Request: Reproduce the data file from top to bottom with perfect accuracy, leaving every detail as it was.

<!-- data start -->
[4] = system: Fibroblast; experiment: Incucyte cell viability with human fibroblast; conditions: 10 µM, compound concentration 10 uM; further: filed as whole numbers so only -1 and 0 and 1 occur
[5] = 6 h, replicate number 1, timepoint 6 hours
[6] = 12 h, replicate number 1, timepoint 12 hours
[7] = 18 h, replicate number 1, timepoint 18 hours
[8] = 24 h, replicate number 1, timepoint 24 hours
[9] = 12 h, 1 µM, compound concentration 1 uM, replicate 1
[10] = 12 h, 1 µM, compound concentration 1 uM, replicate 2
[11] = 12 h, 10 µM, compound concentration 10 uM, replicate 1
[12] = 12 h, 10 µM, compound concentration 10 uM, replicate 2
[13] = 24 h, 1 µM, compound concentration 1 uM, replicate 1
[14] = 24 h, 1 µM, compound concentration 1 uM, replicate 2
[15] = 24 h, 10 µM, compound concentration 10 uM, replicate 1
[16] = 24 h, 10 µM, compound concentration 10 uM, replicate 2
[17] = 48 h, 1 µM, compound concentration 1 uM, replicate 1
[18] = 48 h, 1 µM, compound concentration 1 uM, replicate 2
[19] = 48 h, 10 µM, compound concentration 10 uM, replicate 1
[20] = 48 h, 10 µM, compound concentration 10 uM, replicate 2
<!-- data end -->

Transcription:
[4] = system: Fibroblast; experiment: Incucyte cell viability with human fibroblast; conditions: 10 µM, compound concentration 10 uM; further: filed as whole numbers so only -1 and 0 and 1 occur
[5] = 6 h, replicate number 1, timepoint 6 hours
[6] = 12 h, replicate number 1, timepoint 12 hours
[7] = 18 h, replicate number 1, timepoint 18 hours
[8] = 24 h, replicate number 1, timepoint 24 hours
[9] = 12 h, 1 µM, compound concentration 1 uM, replicate 1
[10] = 12 h, 1 µM, compound concentration 1 uM, replicate 2
[11] = 12 h, 10 µM, compound concentration 10 uM, replicate 1
[12] = 12 h, 10 µM, compound concentration 10 uM, replicate 2
[13] = 24 h, 1 µM, compound concentration 1 uM, replicate 1
[14] = 24 h, 1 µM, compound concentration 1 uM, replicate 2
[15] = 24 h, 10 µM, compound concentration 10 uM, replicate 1
[16] = 24 h, 10 µM, compound concentration 10 uM, replicate 2
[17] = 48 h, 1 µM, compound concentration 1 uM, replicate 1
[18] = 48 h, 1 µM, compound concentration 1 uM, replicate 2
[19] = 48 h, 10 µM, compound concentration 10 uM, replicate 1
[20] = 48 h, 10 µM, compound concentration 10 uM, replicate 2